Bad CMU deals - Auditor general cites ministry breaches, lack of value for money as contracts jump by $59m
Despite warnings from the National Contracts Commission (NCC), the Ministry of Education, Youth and Information entered into design and build contracts with the Caribbean Maritime University (CMU) for construction works at nine schools, without following due-diligence procedures.
This action by both the ministry and the CMU did not result in the receipt of value for money, according to a performance audit report from the Auditor General’s Department tabled yesterday in Parliament. The report covers the five-year period from financial year 2013-14 to 2017-18.
The primary objective of the NCC is the “promotion of efficiency in the process of the award and implementation of government contracts and ensuring transparency and equity in the awarding of such contracts”.
In her report, Auditor General Pamela Monroe Ellis noted that as at July 2019, the education ministry made payments for works at nine schools totalling $171 million. The contract for works at the first school was signed in December 2017.
With proposed contract variations submitted by the CMU to the ministry, the contracts sum is expected to increase by $59 million (27 per cent) to $277 million, compared to the original contracts sum of $218 million.
“We noted that CMU commenced undertaking the variation works without the required approvals from MoEYI (Ministry of Education, Youth and Information). MoEYI bypassed the due-diligence of the Procurement Committee and further breached the procurement guideline by its failure to obtain the approval of the NCC for seven of the contracts, based on the values,” a section of the report read.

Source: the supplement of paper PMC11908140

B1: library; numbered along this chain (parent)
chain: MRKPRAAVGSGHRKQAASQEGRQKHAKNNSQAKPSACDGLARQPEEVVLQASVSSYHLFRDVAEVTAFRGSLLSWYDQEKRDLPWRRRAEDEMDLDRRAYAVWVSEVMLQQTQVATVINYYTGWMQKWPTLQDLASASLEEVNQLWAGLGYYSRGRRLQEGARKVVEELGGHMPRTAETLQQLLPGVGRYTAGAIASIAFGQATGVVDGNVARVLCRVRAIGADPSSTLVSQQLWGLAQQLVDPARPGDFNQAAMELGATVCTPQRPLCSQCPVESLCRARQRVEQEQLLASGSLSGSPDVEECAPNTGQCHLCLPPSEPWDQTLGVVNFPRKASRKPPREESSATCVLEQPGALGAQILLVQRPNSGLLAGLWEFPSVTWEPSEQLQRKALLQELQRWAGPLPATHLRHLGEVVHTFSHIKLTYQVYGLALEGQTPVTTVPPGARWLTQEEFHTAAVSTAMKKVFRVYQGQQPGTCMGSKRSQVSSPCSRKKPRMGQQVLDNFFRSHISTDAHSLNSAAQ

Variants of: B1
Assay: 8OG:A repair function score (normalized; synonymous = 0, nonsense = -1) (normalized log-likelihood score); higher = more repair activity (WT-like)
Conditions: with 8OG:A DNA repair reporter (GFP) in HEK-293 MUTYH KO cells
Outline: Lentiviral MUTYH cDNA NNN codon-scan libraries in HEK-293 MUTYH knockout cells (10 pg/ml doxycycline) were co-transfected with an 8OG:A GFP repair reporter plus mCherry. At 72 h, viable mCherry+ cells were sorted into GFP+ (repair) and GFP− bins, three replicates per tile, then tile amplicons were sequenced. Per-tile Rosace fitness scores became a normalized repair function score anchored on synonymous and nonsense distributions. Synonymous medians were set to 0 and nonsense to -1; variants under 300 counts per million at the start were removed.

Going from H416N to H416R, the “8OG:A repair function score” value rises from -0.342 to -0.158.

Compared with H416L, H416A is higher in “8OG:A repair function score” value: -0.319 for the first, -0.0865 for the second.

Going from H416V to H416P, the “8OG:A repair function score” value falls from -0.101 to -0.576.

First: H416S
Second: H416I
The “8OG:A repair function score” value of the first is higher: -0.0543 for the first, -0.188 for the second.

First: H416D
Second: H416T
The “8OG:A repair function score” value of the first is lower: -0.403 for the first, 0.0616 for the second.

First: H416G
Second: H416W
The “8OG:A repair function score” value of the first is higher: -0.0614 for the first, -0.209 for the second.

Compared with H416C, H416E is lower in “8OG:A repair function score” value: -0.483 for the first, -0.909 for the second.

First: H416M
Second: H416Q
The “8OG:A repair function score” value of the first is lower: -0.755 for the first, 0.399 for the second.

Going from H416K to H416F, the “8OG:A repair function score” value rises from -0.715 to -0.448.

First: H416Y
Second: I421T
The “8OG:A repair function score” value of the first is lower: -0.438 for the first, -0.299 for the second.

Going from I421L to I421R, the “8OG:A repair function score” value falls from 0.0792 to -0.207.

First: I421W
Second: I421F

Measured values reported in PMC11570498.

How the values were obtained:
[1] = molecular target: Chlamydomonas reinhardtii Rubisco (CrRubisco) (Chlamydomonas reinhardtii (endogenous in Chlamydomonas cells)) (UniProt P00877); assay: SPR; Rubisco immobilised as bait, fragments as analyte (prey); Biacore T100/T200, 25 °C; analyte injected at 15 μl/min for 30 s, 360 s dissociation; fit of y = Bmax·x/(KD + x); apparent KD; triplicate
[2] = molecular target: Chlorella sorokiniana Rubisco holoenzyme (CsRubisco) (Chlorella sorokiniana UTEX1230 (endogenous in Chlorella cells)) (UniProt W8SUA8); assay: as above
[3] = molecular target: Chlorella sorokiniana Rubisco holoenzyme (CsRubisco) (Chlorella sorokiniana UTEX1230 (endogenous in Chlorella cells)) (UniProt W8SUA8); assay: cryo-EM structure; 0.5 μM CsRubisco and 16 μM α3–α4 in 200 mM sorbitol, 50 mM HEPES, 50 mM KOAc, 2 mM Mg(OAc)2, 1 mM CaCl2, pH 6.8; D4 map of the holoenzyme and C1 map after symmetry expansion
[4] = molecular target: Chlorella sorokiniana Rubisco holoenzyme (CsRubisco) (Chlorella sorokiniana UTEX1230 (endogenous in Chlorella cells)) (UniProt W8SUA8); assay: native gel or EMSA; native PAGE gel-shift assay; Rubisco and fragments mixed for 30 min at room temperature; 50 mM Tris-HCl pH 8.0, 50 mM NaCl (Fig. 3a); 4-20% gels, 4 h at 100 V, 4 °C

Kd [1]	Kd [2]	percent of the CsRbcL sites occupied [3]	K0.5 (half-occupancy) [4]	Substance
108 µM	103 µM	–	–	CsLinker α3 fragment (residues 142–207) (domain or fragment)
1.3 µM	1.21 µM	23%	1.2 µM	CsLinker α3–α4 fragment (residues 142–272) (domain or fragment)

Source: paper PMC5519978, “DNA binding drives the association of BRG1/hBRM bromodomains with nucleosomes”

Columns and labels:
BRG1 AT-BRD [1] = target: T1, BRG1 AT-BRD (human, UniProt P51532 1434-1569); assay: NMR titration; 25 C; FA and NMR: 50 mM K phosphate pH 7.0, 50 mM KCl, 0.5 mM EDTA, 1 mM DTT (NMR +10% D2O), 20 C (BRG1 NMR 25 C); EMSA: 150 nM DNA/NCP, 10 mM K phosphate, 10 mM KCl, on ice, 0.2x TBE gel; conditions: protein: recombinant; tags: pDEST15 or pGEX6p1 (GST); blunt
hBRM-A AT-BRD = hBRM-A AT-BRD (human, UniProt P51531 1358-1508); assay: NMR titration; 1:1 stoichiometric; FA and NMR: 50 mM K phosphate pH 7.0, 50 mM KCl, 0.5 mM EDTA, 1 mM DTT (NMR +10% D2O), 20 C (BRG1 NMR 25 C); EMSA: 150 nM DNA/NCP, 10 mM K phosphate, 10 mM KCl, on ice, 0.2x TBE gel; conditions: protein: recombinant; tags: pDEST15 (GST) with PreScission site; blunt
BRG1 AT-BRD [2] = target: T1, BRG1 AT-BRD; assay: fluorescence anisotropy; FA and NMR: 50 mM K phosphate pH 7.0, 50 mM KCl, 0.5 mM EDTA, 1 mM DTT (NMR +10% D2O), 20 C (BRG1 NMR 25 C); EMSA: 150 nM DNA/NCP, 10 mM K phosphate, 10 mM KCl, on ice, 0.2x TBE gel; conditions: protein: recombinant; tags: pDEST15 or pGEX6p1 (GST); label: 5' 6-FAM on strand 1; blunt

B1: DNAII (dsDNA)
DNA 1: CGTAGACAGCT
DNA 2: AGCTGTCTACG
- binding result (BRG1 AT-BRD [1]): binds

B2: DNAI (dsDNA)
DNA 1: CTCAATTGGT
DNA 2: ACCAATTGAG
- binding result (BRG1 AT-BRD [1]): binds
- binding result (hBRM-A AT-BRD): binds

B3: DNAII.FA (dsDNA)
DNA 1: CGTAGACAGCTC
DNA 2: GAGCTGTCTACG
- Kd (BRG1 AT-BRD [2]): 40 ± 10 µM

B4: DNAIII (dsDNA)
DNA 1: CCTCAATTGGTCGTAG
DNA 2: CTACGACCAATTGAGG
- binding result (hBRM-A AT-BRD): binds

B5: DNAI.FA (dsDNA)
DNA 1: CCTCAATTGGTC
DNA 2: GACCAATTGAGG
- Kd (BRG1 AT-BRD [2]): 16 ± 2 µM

In another development, the auditor general reported that the education ministry bypassed the requirement to obtain the requisite approvals from the local municipal authorities and the Jamaica Fire Brigade in order to ensure that the buildings (schools) meet the established safety standards.
“We found no evidence of a framework agreement or memorandum of understanding, which should establish a formal relationship between MoEYI and CMU for the design and build construction works or evidence of negotiation to arrive at the best prices. This may have contributed to CMU not obtaining approval from MoEYI to carry out variation works,” the report said.
According to Monroe Ellis, all the construction works being done by the CMU exceeded the contractual deadline. The ministry only provided practical completion certificate for only one contract. The remaining eight are yet to be completed.
“The records at CMU did not readily allow us to determine how the monies were spent under the various projects and our request of CMU to disaggregate the expenditure has not yet been met. This matter will be pursued and addressed further in our audit report on the special investigation of CMU,” the auditor general reported.
Earlier this month, embattled CMU President Professor Fritz Pinnock went on six weeks’ leave amid ongoing corruption investigations involving former Education Minister Ruel Reid at several agencies of the ministry, including the CMU.